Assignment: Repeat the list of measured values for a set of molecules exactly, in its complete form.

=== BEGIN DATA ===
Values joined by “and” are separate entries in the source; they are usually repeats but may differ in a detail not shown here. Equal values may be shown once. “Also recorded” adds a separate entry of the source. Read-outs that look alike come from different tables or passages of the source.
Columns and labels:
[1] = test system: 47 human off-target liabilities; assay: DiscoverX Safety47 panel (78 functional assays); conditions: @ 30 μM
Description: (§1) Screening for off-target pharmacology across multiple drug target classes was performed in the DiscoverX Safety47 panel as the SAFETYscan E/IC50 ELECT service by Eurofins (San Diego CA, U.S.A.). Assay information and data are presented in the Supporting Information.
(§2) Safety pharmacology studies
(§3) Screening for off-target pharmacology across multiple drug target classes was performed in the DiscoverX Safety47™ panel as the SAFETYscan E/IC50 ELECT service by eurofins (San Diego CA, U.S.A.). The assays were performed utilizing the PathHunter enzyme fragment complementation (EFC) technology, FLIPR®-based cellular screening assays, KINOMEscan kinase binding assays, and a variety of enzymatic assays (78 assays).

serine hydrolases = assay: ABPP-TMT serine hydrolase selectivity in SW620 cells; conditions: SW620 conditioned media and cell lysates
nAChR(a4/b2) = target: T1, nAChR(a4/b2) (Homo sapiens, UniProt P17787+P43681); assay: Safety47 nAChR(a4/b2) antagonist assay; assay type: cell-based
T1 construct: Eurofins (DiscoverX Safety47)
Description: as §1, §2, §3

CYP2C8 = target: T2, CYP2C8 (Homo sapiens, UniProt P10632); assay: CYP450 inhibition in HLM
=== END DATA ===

Values joined by “and” are separate entries in the source; they are usually repeats but may differ in a detail not shown here. Equal values may be shown once. “Also recorded” adds a separate entry of the source. Read-outs that look alike come from different tables or passages of the source.
Columns and labels:
[1] = test system: 47 human off-target liabilities; assay: DiscoverX Safety47 panel (78 functional assays); conditions: @ 30 μM
Description: (§1) Screening for off-target pharmacology across multiple drug target classes was performed in the DiscoverX Safety47 panel as the SAFETYscan E/IC50 ELECT service by Eurofins (San Diego CA, U.S.A.). Assay information and data are presented in the Supporting Information.
(§2) Safety pharmacology studies
(§3) Screening for off-target pharmacology across multiple drug target classes was performed in the DiscoverX Safety47™ panel as the SAFETYscan E/IC50 ELECT service by eurofins (San Diego CA, U.S.A.). The assays were performed utilizing the PathHunter enzyme fragment complementation (EFC) technology, FLIPR®-based cellular screening assays, KINOMEscan kinase binding assays, and a variety of enzymatic assays (78 assays).

serine hydrolases = assay: ABPP-TMT serine hydrolase selectivity in SW620 cells; conditions: SW620 conditioned media and cell lysates
nAChR(a4/b2) = target: T1, nAChR(a4/b2) (Homo sapiens, UniProt P17787+P43681); assay: Safety47 nAChR(a4/b2) antagonist assay; assay type: cell-based
T1 construct: Eurofins (DiscoverX Safety47)
Description: as §1, §2, §3

CYP2C8 = target: T2, CYP2C8 (Homo sapiens, UniProt P10632); assay: CYP450 inhibition in HLM